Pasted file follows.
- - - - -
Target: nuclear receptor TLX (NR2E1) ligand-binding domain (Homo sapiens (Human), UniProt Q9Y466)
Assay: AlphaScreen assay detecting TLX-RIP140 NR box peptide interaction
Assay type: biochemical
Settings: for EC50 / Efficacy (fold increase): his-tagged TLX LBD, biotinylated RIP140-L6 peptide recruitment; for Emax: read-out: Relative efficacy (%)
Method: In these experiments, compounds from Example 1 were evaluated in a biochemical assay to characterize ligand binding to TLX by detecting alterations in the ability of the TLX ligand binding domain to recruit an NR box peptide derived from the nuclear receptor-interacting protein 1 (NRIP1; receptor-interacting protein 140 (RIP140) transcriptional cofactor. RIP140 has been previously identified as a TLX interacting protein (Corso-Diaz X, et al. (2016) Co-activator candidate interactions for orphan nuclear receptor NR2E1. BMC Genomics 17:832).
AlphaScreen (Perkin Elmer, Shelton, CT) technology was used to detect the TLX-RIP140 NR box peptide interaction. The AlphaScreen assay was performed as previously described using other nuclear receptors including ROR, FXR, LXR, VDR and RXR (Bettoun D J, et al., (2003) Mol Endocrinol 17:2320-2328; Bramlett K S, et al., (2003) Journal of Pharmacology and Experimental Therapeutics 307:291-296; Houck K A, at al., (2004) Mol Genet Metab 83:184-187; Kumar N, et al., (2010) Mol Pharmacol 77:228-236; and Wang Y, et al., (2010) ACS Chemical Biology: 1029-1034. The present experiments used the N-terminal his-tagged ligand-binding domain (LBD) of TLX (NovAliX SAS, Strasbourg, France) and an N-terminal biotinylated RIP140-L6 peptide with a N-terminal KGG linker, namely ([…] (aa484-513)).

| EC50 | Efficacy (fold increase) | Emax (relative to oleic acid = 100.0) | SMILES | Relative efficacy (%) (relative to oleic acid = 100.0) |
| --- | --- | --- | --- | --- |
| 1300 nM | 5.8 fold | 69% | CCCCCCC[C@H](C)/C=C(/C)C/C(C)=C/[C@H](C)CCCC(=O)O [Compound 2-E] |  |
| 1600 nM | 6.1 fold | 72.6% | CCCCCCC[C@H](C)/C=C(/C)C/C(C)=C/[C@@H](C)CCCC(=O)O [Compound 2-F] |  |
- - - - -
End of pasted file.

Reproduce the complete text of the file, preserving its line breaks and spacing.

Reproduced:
Target: nuclear receptor TLX (NR2E1) ligand-binding domain (Homo sapiens (Human), UniProt Q9Y466)
Assay: AlphaScreen assay detecting TLX-RIP140 NR box peptide interaction
Assay type: biochemical
Settings: for EC50 / Efficacy (fold increase): his-tagged TLX LBD, biotinylated RIP140-L6 peptide recruitment; for Emax: read-out: Relative efficacy (%)
Method: In these experiments, compounds from Example 1 were evaluated in a biochemical assay to characterize ligand binding to TLX by detecting alterations in the ability of the TLX ligand binding domain to recruit an NR box peptide derived from the nuclear receptor-interacting protein 1 (NRIP1; receptor-interacting protein 140 (RIP140) transcriptional cofactor. RIP140 has been previously identified as a TLX interacting protein (Corso-Diaz X, et al. (2016) Co-activator candidate interactions for orphan nuclear receptor NR2E1. BMC Genomics 17:832).
AlphaScreen (Perkin Elmer, Shelton, CT) technology was used to detect the TLX-RIP140 NR box peptide interaction. The AlphaScreen assay was performed as previously described using other nuclear receptors including ROR, FXR, LXR, VDR and RXR (Bettoun D J, et al., (2003) Mol Endocrinol 17:2320-2328; Bramlett K S, et al., (2003) Journal of Pharmacology and Experimental Therapeutics 307:291-296; Houck K A, at al., (2004) Mol Genet Metab 83:184-187; Kumar N, et al., (2010) Mol Pharmacol 77:228-236; and Wang Y, et al., (2010) ACS Chemical Biology: 1029-1034. The present experiments used the N-terminal his-tagged ligand-binding domain (LBD) of TLX (NovAliX SAS, Strasbourg, France) and an N-terminal biotinylated RIP140-L6 peptide with a N-terminal KGG linker, namely ([…] (aa484-513)).

| EC50 | Efficacy (fold increase) | Emax (relative to oleic acid = 100.0) | SMILES | Relative efficacy (%) (relative to oleic acid = 100.0) |
| --- | --- | --- | --- | --- |
| 1300 nM | 5.8 fold | 69% | CCCCCCC[C@H](C)/C=C(/C)C/C(C)=C/[C@H](C)CCCC(=O)O [Compound 2-E] |  |
| 1600 nM | 6.1 fold | 72.6% | CCCCCCC[C@H](C)/C=C(/C)C/C(C)=C/[C@@H](C)CCCC(=O)O [Compound 2-F] |  |